E[Pt∣Ωt-1, Pt-1, Pt-2, … ] =α+ Pt-1,

whereαis a constant and the covariance (Pt+τ- Pt+τ+1, Pt - Pt-1)=0, for anyτ≠0. Danthine showed that if a stock price exists a pure martingale property, then E[Pt+1- Pt∣Ωt ] =0, and cov(Pt+1 - Pt, Pt - Pt-1) =0.

It would be an interesting research by combining Cowles & Jones’ (1937), Mood’s (1940) and Roberts’ (1956) arguments about the different directions of stock price movements, and Danthine’s (1977) martingale model to test weak form market efficiency hypothesis for individual securities. Before showing how to form this test, one more piece of literature needs to be brought up. Duffy-Deno (1996) was interested in how the speed and magnitude of oil prices transmit from wholesale level to retail level. He first separated wholesale oil price movements into two different patterns. One pattern shows the wholesale oil price goes up if △Pupt-1= Pt-Pt-1 if Pt-Pt-1 > 0. The other pattern shows wholesale oil price goes down if △Pdownt-1=Pt-Pt-1, if Pt-Pt-1 <0. Then, regress changes of retail price on lags of wholesale up prices and down prices. In this approach, Duffy-Deno (1996) could check how retail oil price responded differently to two different wholesale price changes and whether there are symmetric effects between up and down movements. Similar approach will be applied to check how individual security price would change differently.

## Model Setting

According to Fama (1970), efficient market would result from an ideal world in which (a) there are no transaction costs, (b) all relevant information is costlessly available to all market participants, and (c) all agree on the implications of current information for the current price and the distributions of future prices. As a result of (a) and (b), it is claimed that all information potentially leading to expected profits is exploited up to the point where these profits do not exceed the ‘normal’ returns level available in other places (Danthine, 1977). But though transactions costs, information that is not freely available to all investors, and disagreement among investors about the implications of given information are not necessary sources of market inefficiency, they are potential sources. Measuring these effects on the process of price formation is the major goal of empirical study on market efficiency (Fama, 1970).

Testing efficient market hypothesis is an empirical issue. As Fama (1970) has pointed out, the martingale model is based on two hypotheses: (a) the efficient utilization of information, and (b) the possibility of expressing market equilibrium in terms of expected returns. Following Fama’s efficient market hypothesis (1970; 1976), a security price at time t can be expressed as eq. (1) if information set at time t can fully reflect past information,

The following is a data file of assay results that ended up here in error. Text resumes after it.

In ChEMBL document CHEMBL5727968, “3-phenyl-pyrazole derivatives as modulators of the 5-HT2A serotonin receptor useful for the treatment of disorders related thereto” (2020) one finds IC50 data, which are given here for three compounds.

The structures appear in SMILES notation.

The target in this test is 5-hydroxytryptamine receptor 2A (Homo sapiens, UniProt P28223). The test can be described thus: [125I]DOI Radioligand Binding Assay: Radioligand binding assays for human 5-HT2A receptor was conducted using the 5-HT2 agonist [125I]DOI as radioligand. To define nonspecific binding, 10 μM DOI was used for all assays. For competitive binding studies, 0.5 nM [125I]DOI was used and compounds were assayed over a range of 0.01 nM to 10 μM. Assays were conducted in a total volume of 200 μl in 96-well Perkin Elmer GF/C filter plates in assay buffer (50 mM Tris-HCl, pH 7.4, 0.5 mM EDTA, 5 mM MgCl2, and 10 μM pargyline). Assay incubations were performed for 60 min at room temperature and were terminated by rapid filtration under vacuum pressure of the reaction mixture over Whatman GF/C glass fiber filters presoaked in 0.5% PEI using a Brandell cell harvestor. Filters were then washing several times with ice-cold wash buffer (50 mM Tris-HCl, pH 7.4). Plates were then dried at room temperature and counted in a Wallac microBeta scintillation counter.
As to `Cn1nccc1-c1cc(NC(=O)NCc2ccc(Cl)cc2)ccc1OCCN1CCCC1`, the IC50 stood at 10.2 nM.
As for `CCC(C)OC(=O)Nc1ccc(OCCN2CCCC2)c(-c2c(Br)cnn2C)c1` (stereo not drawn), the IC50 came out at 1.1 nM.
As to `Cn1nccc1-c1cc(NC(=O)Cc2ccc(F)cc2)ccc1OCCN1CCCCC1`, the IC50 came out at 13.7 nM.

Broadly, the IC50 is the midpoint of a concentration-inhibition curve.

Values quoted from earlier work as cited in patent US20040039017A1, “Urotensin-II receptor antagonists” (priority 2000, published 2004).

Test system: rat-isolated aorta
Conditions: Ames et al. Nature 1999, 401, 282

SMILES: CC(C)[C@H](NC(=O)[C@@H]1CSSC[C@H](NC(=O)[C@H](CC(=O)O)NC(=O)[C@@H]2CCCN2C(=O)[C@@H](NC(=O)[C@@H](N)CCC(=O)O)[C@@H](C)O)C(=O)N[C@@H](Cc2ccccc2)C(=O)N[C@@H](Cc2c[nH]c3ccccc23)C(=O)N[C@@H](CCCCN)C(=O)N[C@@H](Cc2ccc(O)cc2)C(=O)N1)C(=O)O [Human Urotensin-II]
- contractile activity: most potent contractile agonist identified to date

(1) E[Pt+1∣Ωt ]= [1 + E(R t+1∣Ωt )] * Pt ,

where E is the expectation operator, Ωt is the information set at time t, and R is the proper discount rate.

As discussed in Danthine (1977), LeRoy (1976, 1989), Huang (1985) and Neftci (2000), if a security market can be equilibrium and for sure be a fair game, then equation [2] holds,

(2) E[Pt+1∣Ωt ]= Pt.

The best forecast of unobserved future values is the last observation on Pt. In other words, the best forecast of the changes in random variable over an arbitrary interval is zero,

(3) E[Pt+1- Pt∣Ωt ] =0.

The directions of the future movements in martingales are impossible to forecast.

If eq. (2) correctly describes the equilibrium condition for Pt, it is possible to obtain a testable implication of efficiency in terms of the observed security past price series. That is, when Pt is a pure martingale, eq. (2) or (3) can be rewritten as (Danthine 1977),

(4) E[Pt+1 - Pt∣Pt - Pt-1 ] =0.

and

(5) cov(Pt+1 - Pt, Pt - Pt-1) =∫(Pt - Pt-1)E(Pt+1 - Pt∣Pt - Pt-1)Ψ(Pt - Pt-1)d(Pt - Pt-1)=0,

provided a stationary distributionΨexists. Therefore, it is possible that one can look at a simple adjustment of the price series for which pure martingale condition holds and test the zero serial correlation for the sequence of these price changes. One possible expression of past price difference is as eq. (6),

(6) E[Pt+1 - Pt∣Ωt] = E[ΔPt+1∣(Pt -1- Pt-2), ( Pt-2 - Pt-3),…, ( Pt-r+1 - Pt-r) ]

= E[ΔPt+1∣ΔPt-1, ΔPt-2, ΔPt-3 ,…, ΔPt-r+1].

This study extends the runs test suggested by Hagerman & Richmond (1973) and Duffy-Deno’s (1996) approach to separate individual security price movements into two different patterns. That is, we define two dummy variables. One is △Pupt-1= Pt-Pt-1 if Pt-Pt-1 > 0, otherwise △Pupt-1=0. The other dummy variable is △Pdownt-1=Pt-Pt-1, if Pt-Pt-1 <0, otherwise △Pdnt-1=0. Therefore, eq. (6) now becomes eq. (7) in a multiple regression format

(7)

where αi are regression coefficients to be estimated, r and s are the lags of up and down periods, respectively. Andεt is the regression error term and its distribution is assumed to follow (5). It is not necessary to requireεt to follow an independent and identical distribution. Nor it is required to be a normal distribution.